Connect to a Cloud SQL-MySQL source

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This page describes how to connect a private Cloud Data Fusion instance to a private Cloud SQL instance that hosts a MySQL database. A similar setup works for Postgres and SQL Server instances. Public connections are possible.

Recommended: For security reasons, use private instances of Cloud SQL and Cloud Data Fusion.

Create private instances in Cloud Data Fusion and Cloud SQL

To connect to a private Cloud SQL instance from a private Cloud Data Fusion instance, you use a proxy Compute Engine VM. A proxy is required because the Cloud SQL network is not directly peered with the Cloud Data Fusion network, and transitive peers cannot communicate with each other (see the VPC Network Peering overview).

To create the private instances, follow these steps:

  1. If you don't already have one, create a private Cloud Data Fusion instance. This includes:

    1. Setting up a VPC network
    2. Allocating an IP range
  2. Create a private Cloud SQL instance in the same VPC network as your Cloud Data Fusion instance.

  3. After the instance is created, go to the Cloud SQL Instances page and expand the Instance details. In the Connect to this instance section, copy the IP and the connection name.

    Go to Cloud SQL Instances

Create a private Compute Engine VM

To create the VM, you can enter the following commands in Cloud Shell or another environment where the Google Cloud SDK is installed.

The commands create a VM with both internal and public IP addresses (--no-address isn't specified in the sample VM creation command) so that the VM can access the Container Registry to get the proxy image. You can use internal IPs, but you also must enable Private Google Access for the subnet where the VM is located.

  1. Export the following environmental variables:

    export PROJECT=CUSTOMER_PROJECT
    export REGION=VM_REGION
    export ZONE=`gcloud compute zones list --filter="name=${REGION}" --limit 1 --uri --project=${PROJECT}| sed 's/.*\///'`
    export NETWORK=CUSTOMER_VPC_NETWORK_NAME
    export SUBNET=CUSTOMER_VPC_SUBNET_NAME
    export INSTANCE_NAME=COMPUTE_ENGINE_VM_NAME
    export SQL_CONN=SQL_INSTANCE_CONNECTION_NAME
    export CDF_IP_RANGE=CLOUD_DATA_FUSION_IP_RANGE
    export VM_IMAGE=$(gcloud compute images list --project=$PROJECT | grep cos-stable | awk '{print $1}')
    export SQL_PORT=DB_PORT # MySQL 3306 # PostgreSQL 5432 # SQLServer 1433
    

    Replace the following:

    • CUSTOMER_PROJECT: Your project's name
    • VM_REGION: The region where the Compute Engine VM is located
    • CUSTOMER_VPC_NETWORK_NAME: Your network's name
    • CUSTOMER_VPC_SUBNET_NAME: Your subnetwork's name
    • COMPUTE_ENGINE_VM_NAME: The name of the Compute Engine VM
    • SQL_INSTANCE_CONNECTION_NAME: The connection name from the previous step
    • CLOUD_DATA_FUSION_IP_RANGE: The IP address range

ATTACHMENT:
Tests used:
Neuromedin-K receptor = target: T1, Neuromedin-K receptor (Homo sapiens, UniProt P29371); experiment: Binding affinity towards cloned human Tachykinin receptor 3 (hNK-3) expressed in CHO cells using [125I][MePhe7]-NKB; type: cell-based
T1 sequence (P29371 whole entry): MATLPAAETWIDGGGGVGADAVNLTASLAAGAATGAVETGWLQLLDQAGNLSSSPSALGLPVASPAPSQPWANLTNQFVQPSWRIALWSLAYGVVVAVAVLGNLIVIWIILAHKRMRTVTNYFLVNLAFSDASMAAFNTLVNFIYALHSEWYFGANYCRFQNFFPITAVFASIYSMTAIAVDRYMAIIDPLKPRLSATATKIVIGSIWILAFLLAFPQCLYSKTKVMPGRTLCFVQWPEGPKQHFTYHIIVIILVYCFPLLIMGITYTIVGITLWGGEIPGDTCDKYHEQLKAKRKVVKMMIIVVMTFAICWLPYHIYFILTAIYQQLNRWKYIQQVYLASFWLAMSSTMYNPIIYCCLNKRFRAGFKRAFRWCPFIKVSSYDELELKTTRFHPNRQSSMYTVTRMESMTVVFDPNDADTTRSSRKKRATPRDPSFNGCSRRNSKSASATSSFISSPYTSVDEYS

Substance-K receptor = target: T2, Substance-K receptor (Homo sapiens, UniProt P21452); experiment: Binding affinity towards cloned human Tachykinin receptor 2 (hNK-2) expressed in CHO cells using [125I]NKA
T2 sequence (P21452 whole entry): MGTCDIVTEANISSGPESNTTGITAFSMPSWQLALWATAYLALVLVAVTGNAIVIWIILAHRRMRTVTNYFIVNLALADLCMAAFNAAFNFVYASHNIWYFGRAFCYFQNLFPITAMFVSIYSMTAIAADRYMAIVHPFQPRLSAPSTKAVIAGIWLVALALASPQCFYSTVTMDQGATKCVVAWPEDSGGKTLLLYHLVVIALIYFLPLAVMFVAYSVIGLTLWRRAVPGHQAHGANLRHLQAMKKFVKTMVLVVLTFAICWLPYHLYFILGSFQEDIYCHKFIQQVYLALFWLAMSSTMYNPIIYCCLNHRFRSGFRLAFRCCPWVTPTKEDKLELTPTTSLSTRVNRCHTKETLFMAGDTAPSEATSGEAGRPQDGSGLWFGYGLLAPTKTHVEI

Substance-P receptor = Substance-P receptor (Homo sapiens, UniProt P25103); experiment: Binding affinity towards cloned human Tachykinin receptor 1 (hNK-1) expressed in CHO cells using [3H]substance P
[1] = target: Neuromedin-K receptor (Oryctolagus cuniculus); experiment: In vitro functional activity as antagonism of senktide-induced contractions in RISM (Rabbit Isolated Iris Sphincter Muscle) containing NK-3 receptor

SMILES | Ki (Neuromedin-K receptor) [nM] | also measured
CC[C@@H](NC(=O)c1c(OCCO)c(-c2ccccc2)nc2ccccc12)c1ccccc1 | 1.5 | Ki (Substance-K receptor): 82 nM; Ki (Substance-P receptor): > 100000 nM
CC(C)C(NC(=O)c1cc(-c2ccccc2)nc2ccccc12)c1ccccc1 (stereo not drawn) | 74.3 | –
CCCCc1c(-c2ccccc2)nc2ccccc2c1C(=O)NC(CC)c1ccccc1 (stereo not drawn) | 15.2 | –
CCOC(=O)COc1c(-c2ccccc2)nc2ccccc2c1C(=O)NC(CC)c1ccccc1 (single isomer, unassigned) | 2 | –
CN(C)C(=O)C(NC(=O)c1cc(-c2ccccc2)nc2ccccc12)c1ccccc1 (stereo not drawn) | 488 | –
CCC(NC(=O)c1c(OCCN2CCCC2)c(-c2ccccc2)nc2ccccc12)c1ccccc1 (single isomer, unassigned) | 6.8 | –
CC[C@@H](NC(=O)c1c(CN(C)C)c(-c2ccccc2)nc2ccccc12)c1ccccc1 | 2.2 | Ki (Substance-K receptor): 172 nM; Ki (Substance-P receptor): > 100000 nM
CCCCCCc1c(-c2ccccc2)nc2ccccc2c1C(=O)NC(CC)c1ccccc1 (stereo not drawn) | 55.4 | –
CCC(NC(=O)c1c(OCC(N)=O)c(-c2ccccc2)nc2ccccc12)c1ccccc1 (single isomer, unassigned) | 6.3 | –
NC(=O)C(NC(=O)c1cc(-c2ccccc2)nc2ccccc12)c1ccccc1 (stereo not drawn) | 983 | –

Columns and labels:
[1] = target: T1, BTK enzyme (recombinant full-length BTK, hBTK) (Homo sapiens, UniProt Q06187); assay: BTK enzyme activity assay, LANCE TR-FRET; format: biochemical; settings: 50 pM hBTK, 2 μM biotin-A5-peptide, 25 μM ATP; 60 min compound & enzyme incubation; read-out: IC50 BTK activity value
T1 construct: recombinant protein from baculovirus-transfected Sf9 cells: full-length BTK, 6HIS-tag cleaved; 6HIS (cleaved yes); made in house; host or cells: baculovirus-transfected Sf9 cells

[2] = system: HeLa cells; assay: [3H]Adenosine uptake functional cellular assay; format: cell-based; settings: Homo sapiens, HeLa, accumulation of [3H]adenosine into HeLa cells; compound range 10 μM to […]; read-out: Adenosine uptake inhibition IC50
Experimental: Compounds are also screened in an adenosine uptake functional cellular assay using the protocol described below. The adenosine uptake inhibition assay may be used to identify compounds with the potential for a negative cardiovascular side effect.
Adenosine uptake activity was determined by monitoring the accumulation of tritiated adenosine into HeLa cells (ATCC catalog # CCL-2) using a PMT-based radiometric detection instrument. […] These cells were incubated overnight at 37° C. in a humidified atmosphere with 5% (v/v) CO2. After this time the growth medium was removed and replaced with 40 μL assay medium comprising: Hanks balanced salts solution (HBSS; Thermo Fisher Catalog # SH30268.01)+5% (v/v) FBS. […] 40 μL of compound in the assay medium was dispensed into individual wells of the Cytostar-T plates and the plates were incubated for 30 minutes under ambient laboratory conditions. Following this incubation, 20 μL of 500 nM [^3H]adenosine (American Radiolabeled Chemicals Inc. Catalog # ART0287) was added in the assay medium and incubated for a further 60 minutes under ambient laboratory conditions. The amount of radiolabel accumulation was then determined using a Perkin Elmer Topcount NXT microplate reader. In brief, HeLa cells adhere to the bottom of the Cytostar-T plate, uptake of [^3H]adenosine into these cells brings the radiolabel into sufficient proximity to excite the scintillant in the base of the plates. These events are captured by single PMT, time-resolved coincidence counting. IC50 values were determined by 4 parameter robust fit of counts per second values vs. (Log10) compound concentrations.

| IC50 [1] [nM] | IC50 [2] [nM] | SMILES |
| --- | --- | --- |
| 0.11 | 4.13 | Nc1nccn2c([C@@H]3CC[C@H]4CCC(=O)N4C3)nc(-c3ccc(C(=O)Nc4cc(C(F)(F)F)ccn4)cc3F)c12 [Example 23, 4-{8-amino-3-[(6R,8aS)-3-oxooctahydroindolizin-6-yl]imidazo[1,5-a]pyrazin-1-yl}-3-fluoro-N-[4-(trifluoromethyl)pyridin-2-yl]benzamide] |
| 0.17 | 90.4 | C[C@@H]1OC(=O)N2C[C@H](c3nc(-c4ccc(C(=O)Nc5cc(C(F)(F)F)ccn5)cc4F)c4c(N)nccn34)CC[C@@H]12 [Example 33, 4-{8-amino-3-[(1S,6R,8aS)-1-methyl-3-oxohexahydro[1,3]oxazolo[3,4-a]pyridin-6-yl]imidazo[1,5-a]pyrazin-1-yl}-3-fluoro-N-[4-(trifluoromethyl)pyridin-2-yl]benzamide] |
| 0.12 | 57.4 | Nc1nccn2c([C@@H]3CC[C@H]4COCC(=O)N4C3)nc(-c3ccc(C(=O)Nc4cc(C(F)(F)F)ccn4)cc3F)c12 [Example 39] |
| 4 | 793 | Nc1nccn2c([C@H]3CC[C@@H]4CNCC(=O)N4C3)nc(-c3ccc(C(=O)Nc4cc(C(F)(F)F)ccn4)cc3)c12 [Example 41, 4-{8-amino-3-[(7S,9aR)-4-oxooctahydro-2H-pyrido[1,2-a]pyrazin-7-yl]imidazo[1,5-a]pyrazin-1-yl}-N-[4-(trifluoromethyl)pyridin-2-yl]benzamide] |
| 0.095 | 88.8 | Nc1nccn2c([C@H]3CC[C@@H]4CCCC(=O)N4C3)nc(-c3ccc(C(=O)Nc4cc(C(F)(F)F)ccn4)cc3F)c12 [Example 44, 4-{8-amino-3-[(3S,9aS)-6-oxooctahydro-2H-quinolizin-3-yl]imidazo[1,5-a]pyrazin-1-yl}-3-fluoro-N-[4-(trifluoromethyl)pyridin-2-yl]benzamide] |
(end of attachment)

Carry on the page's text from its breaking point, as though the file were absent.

• DB_PORT: The port number of the Cloud SQL database
  2. Create a firewall rule to allow Cloud Data Fusion ingress traffic with the following gcloud CLI command:

    gcloud compute firewall-rules create allow-private-cdf \
    --allow=tcp:22,tcp:${SQL_PORT} \
    --source-ranges=$CDF_IP_RANGE --network=$NETWORK --project=$PROJECT
    
  3. Create the VM with the following gcloud CLI command:

    gcloud compute --project=${PROJECT} instances create ${INSTANCE_NAME} \
    --zone=${ZONE} \
    --machine-type=g1-small \
    --subnet=${SUBNET} \
    --metadata=startup-script="docker run -d -p 0.0.0.0:${SQL_PORT}:${SQL_PORT} gcr.io/cloudsql-docker/gce-proxy:latest /cloud_sql_proxy -instances=${SQL_CONN}=tcp:0.0.0.0:${SQL_PORT}" \
    --maintenance-policy=MIGRATE \
    --scopes=https://www.googleapis.com/auth/cloud-platform \
    --image=${VM_IMAGE} \
    --image-project=cos-cloud
    
  4. Get the VM internal IP with the following gcloud CLI command:

    export IP=`gcloud compute \
    --project=${PROJECT} instances describe ${INSTANCE_NAME} \
    --zone ${ZONE} | grep "networkIP" | awk '{print $2}'`
    
  5. Promote the VM internal IP to a static IP with the following gcloud CLI command:

    gcloud compute --project=${PROJECT} addresses create mysql-proxy \
    --addresses ${IP} --region ${REGION} --subnet ${SUBNET}
    
  6. Get the IP to be used in Cloud Data Fusion MySQL JDBC connection string when you set up the connection:

    echo ${IP}
    

After the VM is created with a static IP, use the IP as the host or enter it in the JDBC connection string to access the MySQL database from Cloud Data Fusion.

Access MySQL from within Cloud Data Fusion

Before you can connect to the MySQL instance from the Cloud Data Fusion instance, install the MySQL JDBC driver from the Cloud Data Fusion Hub (or directly from MySQL community downloads).

Enter the connection details for your MySQL database in Cloud Data Fusion. You can enter the details and test the connection on the Wrangler page.

Optional: Other ways to connect to MySQL

You can access MySQL in the following ways in Cloud Data Fusion:

  • On the Studio page, click the MySQL source plugin and enter the connection details.
  • On the Studio page, instead use the Database source plugin, which has similar properties (Connection string, Username, Password, and Connection Arguments).

Other connections

Although connecting private instances is recommended, the following connections are possible:

  • A public Cloud Data Fusion instance to a public Cloud SQL instance (by using a public Cloud SQL proxy or allowlisting the 0.0.0.0/0 range in an authorized network). See the public IP connection option for Cloud SQL.
  • A private Cloud Data Fusion instance and public Cloud SQL instance (by using a public Cloud SQL proxy in an authorized network).
  • A public Cloud Data Fusion instance and a private Cloud SQL instance.